I've noticed something about Christmas this year. There are a lot of people who are hurting through it. 'Joy to the World' gets belted out from radios, choirs, joyous individuals, and entire churches but as I look around, I notice something other than carefree enjoyment of carols, lights, and tinsel. I see pain and hurt in people's eyes. Perhaps it's because of the recent and growing occurrences of terror and hate that destroy lives. Perhaps it's because we are now so connected to every corner of the globe, we have come to actually realize that 99% of the world will wake up with no Christmas or running water or adequate shelter. Perhaps it is just because the more life I live, the more I see the hurt that inevitably comes with it.
Christmas is a time of joy. From the time we are children we are geared toward Christmas being a happy, jolly time of goodwill and peace on earth. Even that great song, I Heard the Bells on Christmas Day which at first decries the reality of there being any peace on earth eventually declares that yes, right WILL prevail. So what happens when that peace gets interrupted or hurt invades and pain, for the moment, prevails instead of joy? What do we do when it's hard to sing those familiar Christmas carols or wish someone a merry Christmas?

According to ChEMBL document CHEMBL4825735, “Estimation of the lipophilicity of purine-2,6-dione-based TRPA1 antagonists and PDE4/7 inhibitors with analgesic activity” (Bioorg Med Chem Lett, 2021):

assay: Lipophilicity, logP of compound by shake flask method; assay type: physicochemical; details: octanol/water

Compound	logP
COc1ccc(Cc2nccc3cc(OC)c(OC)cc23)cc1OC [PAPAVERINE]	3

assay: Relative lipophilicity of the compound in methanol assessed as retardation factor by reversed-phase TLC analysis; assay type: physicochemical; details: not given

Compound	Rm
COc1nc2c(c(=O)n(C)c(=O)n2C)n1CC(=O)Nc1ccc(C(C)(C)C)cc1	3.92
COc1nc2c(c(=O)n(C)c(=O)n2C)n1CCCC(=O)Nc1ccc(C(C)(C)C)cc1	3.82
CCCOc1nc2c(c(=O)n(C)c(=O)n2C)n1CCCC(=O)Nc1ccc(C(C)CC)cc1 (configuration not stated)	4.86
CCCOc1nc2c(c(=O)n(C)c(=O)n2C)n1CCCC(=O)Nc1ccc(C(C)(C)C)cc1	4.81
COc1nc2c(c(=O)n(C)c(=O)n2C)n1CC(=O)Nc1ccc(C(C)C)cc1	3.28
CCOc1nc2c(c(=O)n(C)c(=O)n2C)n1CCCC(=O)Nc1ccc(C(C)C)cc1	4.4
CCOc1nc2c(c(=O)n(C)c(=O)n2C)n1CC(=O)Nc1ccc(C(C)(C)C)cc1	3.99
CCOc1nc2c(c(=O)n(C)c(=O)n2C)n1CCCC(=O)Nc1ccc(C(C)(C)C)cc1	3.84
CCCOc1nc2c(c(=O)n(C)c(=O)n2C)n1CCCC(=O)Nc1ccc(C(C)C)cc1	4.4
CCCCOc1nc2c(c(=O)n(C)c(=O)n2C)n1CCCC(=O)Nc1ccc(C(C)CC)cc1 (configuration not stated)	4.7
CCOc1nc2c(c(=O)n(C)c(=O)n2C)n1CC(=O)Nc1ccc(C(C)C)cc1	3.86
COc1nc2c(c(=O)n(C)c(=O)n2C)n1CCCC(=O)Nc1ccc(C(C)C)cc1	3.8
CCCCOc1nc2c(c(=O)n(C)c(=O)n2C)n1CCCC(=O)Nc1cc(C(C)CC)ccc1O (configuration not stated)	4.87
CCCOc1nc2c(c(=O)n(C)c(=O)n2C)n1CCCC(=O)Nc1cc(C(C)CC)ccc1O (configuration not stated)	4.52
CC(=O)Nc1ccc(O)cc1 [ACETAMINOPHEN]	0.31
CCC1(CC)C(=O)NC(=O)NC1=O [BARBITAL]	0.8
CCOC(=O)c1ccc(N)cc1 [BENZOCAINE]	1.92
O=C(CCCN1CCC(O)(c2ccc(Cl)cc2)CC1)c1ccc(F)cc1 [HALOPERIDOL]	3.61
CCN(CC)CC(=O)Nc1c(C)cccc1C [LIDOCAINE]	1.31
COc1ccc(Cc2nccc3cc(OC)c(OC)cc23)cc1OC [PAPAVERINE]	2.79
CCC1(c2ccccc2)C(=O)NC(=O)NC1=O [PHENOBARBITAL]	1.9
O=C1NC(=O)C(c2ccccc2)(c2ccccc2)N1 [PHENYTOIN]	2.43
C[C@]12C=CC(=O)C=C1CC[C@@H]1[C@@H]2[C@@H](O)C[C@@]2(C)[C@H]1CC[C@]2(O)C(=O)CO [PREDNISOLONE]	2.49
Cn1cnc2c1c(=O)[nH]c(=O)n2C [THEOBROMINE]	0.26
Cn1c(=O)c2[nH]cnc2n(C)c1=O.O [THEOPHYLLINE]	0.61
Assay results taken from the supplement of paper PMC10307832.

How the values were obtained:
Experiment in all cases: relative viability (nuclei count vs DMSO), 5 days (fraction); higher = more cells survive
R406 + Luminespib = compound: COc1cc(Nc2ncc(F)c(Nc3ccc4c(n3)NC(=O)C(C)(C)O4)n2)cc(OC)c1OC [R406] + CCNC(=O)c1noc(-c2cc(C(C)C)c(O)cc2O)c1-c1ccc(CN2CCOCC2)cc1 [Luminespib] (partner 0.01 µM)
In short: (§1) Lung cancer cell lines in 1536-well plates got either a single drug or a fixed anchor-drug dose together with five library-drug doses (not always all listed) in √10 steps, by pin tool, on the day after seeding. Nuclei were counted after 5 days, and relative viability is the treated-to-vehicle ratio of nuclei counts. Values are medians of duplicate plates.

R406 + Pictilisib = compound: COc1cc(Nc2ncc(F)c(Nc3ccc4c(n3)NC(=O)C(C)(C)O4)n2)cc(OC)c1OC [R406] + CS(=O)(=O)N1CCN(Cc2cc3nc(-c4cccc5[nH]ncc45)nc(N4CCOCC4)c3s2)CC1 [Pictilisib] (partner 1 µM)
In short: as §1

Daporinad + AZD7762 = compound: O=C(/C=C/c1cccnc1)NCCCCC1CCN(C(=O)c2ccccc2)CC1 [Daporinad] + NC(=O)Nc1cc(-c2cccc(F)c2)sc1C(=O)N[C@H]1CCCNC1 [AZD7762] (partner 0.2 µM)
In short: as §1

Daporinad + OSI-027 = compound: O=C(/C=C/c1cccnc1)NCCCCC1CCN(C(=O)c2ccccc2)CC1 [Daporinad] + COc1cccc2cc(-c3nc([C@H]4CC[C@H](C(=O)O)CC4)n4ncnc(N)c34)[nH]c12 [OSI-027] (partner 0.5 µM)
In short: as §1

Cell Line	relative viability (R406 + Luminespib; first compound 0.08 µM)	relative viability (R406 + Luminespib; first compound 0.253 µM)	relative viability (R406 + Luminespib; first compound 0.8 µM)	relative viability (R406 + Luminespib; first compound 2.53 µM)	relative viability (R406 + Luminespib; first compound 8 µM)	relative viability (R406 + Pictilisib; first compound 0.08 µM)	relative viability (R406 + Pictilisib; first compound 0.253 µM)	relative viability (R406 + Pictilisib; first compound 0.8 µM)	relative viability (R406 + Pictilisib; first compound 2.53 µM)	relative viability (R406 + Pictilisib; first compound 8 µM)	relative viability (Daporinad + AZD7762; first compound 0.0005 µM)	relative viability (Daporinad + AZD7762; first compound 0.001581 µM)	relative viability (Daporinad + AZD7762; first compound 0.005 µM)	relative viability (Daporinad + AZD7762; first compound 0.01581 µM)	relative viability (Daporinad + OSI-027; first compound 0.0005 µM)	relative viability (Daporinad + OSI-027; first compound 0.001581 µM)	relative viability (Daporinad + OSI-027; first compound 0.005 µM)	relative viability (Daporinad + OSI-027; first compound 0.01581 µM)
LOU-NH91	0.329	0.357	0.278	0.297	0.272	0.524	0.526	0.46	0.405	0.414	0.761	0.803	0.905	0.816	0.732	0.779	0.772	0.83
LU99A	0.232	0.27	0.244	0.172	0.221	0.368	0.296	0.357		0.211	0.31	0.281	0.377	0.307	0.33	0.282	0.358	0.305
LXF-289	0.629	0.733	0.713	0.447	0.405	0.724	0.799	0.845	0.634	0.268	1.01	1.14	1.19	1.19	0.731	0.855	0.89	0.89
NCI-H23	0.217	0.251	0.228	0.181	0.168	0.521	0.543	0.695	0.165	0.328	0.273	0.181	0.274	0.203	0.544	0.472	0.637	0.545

Cling. To. Christ. I think this is becoming my answer for everything these days. Just as in Sunday School where you learn that the answer is always "Jesus," so too, in life the answer is always this - cling to Christ. It is from Christ that we derive our hope and joy and peace and satisfaction and contentment and love. It is in Christ that we prevail through peace-destroying pain and walk on. It is in Christ that we live with pain and still weep tears of joy at the realization of just how good He is. It is in Christ that we must truly live and move and have our being. All else will fade or fail or break just as sure as the presents under the tree will tarnish and fade.
So this Christmas, whether you are in rapturous joy or walking your way through pain which life so often brings, take a few moments to pour out your heart to the One who makes a way for peace through pain and joy through trials. Take a moment and bow before that manger and let Him fill you with hope eternal. For hope eternal is why we celebrate Christmas at all.